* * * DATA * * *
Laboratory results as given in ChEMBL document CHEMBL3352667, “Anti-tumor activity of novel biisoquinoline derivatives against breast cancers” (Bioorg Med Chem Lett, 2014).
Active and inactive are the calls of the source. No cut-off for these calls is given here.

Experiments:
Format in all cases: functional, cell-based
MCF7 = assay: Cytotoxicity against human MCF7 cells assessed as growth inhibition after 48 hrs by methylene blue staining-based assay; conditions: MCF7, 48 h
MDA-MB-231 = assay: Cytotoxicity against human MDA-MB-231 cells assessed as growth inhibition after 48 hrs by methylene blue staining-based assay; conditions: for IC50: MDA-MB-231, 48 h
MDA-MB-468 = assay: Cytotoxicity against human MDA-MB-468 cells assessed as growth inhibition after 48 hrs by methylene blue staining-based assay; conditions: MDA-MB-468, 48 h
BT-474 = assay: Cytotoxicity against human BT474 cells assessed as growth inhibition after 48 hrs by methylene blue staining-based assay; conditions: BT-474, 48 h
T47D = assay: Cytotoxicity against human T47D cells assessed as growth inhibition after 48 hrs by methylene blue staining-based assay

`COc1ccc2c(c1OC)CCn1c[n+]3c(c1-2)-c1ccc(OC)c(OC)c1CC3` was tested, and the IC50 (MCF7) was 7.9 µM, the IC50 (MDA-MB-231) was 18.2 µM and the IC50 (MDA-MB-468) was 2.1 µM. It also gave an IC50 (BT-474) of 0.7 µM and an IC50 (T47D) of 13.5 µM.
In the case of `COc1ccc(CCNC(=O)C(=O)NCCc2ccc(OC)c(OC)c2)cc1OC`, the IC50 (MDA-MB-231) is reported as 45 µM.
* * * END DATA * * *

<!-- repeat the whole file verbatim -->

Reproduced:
Laboratory results as given in ChEMBL document CHEMBL3352667, “Anti-tumor activity of novel biisoquinoline derivatives against breast cancers” (Bioorg Med Chem Lett, 2014).
Active and inactive are the calls of the source. No cut-off for these calls is given here.

Experiments:
Format in all cases: functional, cell-based
MCF7 = assay: Cytotoxicity against human MCF7 cells assessed as growth inhibition after 48 hrs by methylene blue staining-based assay; conditions: MCF7, 48 h
MDA-MB-231 = assay: Cytotoxicity against human MDA-MB-231 cells assessed as growth inhibition after 48 hrs by methylene blue staining-based assay; conditions: for IC50: MDA-MB-231, 48 h
MDA-MB-468 = assay: Cytotoxicity against human MDA-MB-468 cells assessed as growth inhibition after 48 hrs by methylene blue staining-based assay; conditions: MDA-MB-468, 48 h
BT-474 = assay: Cytotoxicity against human BT474 cells assessed as growth inhibition after 48 hrs by methylene blue staining-based assay; conditions: BT-474, 48 h
T47D = assay: Cytotoxicity against human T47D cells assessed as growth inhibition after 48 hrs by methylene blue staining-based assay

`COc1ccc2c(c1OC)CCn1c[n+]3c(c1-2)-c1ccc(OC)c(OC)c1CC3` was tested, and the IC50 (MCF7) was 7.9 µM, the IC50 (MDA-MB-231) was 18.2 µM and the IC50 (MDA-MB-468) was 2.1 µM. It also gave an IC50 (BT-474) of 0.7 µM and an IC50 (T47D) of 13.5 µM.
In the case of `COc1ccc(CCNC(=O)C(=O)NCCc2ccc(OC)c(OC)c2)cc1OC`, the IC50 (MDA-MB-231) is reported as 45 µM.